I just came across “Lavande,” a highly complex but subtle story by Ann Beattie, on Granta. The narrator is a wife and mother who has spent years watching her daughter’s self-destructive behavior. While in Rome with her husband, the narrator encounters the parents of a man to whom her daughter had briefly been engaged. She becomes fast friends with the mother of the boy, only to discover that this other woman is not who she claims to be. Beautiful story. Here’s the opening:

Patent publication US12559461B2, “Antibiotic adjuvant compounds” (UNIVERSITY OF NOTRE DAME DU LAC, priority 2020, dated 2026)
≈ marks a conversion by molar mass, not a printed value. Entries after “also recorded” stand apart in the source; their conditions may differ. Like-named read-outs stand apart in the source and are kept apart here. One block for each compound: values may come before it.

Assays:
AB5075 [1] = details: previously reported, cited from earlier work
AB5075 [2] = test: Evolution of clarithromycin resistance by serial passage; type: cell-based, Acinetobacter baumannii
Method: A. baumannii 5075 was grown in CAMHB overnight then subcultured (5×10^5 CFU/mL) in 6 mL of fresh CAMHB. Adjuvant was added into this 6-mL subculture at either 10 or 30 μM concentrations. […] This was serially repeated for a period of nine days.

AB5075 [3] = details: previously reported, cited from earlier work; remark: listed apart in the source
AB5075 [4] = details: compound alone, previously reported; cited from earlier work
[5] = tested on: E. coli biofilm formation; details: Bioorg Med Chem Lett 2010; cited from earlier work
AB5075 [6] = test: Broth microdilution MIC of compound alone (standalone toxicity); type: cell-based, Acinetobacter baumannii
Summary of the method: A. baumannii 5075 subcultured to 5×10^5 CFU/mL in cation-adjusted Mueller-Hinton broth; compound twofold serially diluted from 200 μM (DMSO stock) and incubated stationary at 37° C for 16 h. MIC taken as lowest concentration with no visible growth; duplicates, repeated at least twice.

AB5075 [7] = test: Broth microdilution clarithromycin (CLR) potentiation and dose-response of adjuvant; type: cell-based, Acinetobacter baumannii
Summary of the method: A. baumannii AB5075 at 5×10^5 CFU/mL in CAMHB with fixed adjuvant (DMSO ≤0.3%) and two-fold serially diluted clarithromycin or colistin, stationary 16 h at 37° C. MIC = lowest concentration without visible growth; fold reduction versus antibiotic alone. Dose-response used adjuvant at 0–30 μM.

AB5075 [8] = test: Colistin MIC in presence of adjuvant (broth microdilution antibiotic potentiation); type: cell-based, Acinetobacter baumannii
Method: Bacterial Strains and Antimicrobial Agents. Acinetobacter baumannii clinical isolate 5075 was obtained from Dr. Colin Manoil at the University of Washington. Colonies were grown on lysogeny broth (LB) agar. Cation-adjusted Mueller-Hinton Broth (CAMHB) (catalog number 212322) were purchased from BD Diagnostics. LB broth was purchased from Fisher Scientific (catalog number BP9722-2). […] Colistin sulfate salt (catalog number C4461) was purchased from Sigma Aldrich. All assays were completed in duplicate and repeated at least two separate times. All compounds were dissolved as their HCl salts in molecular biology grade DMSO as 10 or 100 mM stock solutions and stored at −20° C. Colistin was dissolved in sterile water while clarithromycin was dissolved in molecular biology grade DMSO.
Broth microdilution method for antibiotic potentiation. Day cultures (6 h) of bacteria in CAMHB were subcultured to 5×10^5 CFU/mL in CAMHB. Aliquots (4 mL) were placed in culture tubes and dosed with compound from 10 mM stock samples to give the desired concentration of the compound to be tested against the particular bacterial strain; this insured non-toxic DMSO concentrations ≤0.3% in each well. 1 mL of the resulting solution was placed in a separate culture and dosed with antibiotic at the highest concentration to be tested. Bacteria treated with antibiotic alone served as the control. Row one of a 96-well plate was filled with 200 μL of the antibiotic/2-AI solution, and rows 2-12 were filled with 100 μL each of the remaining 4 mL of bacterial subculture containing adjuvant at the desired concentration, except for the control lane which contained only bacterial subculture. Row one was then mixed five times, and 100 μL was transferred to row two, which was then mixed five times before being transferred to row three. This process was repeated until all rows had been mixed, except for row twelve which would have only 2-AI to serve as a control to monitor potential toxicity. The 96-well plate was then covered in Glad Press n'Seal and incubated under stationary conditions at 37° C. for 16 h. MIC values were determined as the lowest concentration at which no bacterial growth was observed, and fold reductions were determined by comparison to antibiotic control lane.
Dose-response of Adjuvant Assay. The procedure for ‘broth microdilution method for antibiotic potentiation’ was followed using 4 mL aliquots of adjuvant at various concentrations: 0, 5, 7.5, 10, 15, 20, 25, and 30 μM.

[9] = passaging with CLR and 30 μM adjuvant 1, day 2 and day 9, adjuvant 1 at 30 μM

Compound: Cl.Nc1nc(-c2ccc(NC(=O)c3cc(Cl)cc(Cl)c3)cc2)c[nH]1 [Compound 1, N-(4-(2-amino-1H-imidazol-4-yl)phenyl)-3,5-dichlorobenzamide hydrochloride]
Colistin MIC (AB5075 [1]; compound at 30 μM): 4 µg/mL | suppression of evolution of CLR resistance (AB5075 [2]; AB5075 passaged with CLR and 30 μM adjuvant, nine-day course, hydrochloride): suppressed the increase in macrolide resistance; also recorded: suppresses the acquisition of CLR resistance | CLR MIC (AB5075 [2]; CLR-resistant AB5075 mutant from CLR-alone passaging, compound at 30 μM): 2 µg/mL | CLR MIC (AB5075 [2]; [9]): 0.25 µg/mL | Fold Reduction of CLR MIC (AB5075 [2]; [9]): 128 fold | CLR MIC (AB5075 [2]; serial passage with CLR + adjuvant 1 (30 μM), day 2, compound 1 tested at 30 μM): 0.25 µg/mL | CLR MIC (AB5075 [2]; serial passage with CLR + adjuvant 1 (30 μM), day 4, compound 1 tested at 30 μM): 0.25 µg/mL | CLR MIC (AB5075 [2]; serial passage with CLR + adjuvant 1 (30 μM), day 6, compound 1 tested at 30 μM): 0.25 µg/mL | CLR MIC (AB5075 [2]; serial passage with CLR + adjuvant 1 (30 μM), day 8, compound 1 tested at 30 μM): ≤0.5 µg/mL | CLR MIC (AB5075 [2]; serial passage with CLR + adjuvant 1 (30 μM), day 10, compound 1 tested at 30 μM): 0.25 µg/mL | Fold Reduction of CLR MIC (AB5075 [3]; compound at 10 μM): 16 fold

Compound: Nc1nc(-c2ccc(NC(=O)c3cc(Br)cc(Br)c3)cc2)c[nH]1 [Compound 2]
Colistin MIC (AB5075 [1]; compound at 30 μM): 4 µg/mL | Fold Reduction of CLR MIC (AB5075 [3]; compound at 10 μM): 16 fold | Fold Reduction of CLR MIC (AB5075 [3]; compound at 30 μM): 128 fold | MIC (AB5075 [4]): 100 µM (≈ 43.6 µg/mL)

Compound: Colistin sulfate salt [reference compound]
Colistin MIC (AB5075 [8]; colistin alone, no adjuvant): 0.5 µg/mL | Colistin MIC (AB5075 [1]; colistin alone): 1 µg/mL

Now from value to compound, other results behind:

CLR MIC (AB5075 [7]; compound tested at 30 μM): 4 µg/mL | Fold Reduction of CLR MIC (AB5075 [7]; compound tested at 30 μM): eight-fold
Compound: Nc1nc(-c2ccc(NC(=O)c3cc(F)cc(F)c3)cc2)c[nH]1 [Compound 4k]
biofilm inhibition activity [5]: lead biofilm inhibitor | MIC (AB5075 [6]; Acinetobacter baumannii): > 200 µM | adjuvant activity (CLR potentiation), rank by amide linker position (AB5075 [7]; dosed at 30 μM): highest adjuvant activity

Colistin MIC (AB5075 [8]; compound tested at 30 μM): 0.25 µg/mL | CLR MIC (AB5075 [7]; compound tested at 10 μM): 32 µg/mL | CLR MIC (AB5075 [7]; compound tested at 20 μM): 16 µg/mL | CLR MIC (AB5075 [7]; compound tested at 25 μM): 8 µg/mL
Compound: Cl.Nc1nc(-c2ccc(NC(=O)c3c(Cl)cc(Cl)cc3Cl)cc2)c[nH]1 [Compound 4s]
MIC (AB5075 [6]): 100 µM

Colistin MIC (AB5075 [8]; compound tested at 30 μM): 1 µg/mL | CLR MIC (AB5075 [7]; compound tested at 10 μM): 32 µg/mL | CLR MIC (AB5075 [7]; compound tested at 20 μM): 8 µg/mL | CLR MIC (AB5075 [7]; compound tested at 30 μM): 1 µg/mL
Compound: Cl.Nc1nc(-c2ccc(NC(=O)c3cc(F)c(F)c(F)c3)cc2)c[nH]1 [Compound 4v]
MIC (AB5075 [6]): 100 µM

Some time ago, when my husband went to stay at the American Academy in Rome in order to do research, I accompanied him because I had never seen the Roman Forum. I had a book Harold had given me for my birthday that showed how the ruins looked in the present day, and each page also had its own transparent sheet with drawings that filled in what was missing, or completed the fragments that remained, so you could see what the scene had looked like in ancient times. It wasn’t so much that I cared about the Forum; in retrospect, I wonder whether Rome itself hadn’t seemed like a magical place where my eye could fill in layers of complexity—where I could walk the streets, daily performing my personal magic act.

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